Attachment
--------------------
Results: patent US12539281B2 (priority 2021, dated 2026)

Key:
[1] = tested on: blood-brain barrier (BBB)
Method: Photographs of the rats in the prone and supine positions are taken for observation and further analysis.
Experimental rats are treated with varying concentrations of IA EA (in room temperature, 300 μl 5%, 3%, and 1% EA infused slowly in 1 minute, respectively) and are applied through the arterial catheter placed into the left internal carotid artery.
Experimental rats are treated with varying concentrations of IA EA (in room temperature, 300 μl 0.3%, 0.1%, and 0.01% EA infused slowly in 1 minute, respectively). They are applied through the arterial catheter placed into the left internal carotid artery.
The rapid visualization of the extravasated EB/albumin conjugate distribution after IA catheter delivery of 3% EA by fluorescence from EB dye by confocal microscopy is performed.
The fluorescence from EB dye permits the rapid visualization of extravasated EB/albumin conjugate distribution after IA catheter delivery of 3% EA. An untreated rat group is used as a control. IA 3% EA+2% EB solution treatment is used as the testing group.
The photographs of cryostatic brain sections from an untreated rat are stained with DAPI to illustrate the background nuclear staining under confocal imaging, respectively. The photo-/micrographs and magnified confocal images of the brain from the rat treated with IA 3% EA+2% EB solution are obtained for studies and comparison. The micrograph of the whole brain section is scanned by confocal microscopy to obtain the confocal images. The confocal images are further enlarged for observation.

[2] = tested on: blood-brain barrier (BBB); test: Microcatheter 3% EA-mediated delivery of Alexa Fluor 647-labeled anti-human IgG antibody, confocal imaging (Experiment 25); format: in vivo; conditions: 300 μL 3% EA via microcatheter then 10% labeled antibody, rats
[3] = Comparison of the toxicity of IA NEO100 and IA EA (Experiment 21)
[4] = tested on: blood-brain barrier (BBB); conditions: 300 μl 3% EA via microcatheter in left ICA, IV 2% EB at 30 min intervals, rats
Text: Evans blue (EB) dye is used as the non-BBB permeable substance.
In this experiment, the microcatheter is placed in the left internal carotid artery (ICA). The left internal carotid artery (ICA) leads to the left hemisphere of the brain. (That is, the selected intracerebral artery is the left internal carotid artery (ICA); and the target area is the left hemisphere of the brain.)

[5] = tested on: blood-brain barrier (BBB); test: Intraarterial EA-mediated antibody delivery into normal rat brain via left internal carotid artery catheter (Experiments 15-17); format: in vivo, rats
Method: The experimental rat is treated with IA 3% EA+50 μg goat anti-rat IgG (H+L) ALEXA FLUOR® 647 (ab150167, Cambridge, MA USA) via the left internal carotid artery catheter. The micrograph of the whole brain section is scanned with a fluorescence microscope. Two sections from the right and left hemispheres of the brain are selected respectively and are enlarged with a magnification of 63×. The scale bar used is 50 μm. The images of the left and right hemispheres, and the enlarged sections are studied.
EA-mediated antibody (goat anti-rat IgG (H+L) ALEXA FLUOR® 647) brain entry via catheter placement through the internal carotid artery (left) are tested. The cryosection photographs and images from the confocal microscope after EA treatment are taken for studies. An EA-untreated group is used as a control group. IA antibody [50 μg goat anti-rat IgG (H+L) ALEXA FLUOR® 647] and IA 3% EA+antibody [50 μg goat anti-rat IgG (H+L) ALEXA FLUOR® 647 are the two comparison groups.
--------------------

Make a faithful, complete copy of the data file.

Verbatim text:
Results: patent US12539281B2 (priority 2021, dated 2026)

Key:
[1] = tested on: blood-brain barrier (BBB)
Method: Photographs of the rats in the prone and supine positions are taken for observation and further analysis.
Experimental rats are treated with varying concentrations of IA EA (in room temperature, 300 μl 5%, 3%, and 1% EA infused slowly in 1 minute, respectively) and are applied through the arterial catheter placed into the left internal carotid artery.
Experimental rats are treated with varying concentrations of IA EA (in room temperature, 300 μl 0.3%, 0.1%, and 0.01% EA infused slowly in 1 minute, respectively). They are applied through the arterial catheter placed into the left internal carotid artery.
The rapid visualization of the extravasated EB/albumin conjugate distribution after IA catheter delivery of 3% EA by fluorescence from EB dye by confocal microscopy is performed.
The fluorescence from EB dye permits the rapid visualization of extravasated EB/albumin conjugate distribution after IA catheter delivery of 3% EA. An untreated rat group is used as a control. IA 3% EA+2% EB solution treatment is used as the testing group.
The photographs of cryostatic brain sections from an untreated rat are stained with DAPI to illustrate the background nuclear staining under confocal imaging, respectively. The photo-/micrographs and magnified confocal images of the brain from the rat treated with IA 3% EA+2% EB solution are obtained for studies and comparison. The micrograph of the whole brain section is scanned by confocal microscopy to obtain the confocal images. The confocal images are further enlarged for observation.

[2] = tested on: blood-brain barrier (BBB); test: Microcatheter 3% EA-mediated delivery of Alexa Fluor 647-labeled anti-human IgG antibody, confocal imaging (Experiment 25); format: in vivo; conditions: 300 μL 3% EA via microcatheter then 10% labeled antibody, rats
[3] = Comparison of the toxicity of IA NEO100 and IA EA (Experiment 21)
[4] = tested on: blood-brain barrier (BBB); conditions: 300 μl 3% EA via microcatheter in left ICA, IV 2% EB at 30 min intervals, rats
Text: Evans blue (EB) dye is used as the non-BBB permeable substance.
In this experiment, the microcatheter is placed in the left internal carotid artery (ICA). The left internal carotid artery (ICA) leads to the left hemisphere of the brain. (That is, the selected intracerebral artery is the left internal carotid artery (ICA); and the target area is the left hemisphere of the brain.)

[5] = tested on: blood-brain barrier (BBB); test: Intraarterial EA-mediated antibody delivery into normal rat brain via left internal carotid artery catheter (Experiments 15-17); format: in vivo, rats
Method: The experimental rat is treated with IA 3% EA+50 μg goat anti-rat IgG (H+L) ALEXA FLUOR® 647 (ab150167, Cambridge, MA USA) via the left internal carotid artery catheter. The micrograph of the whole brain section is scanned with a fluorescence microscope. Two sections from the right and left hemispheres of the brain are selected respectively and are enlarged with a magnification of 63×. The scale bar used is 50 μm. The images of the left and right hemispheres, and the enlarged sections are studied.
EA-mediated antibody (goat anti-rat IgG (H+L) ALEXA FLUOR® 647) brain entry via catheter placement through the internal carotid artery (left) are tested. The cryosection photographs and images from the confocal microscope after EA treatment are taken for studies. An EA-untreated group is used as a control group. IA antibody [50 μg goat anti-rat IgG (H+L) ALEXA FLUOR® 647] and IA 3% EA+antibody [50 μg goat anti-rat IgG (H+L) ALEXA FLUOR® 647 are the two comparison groups.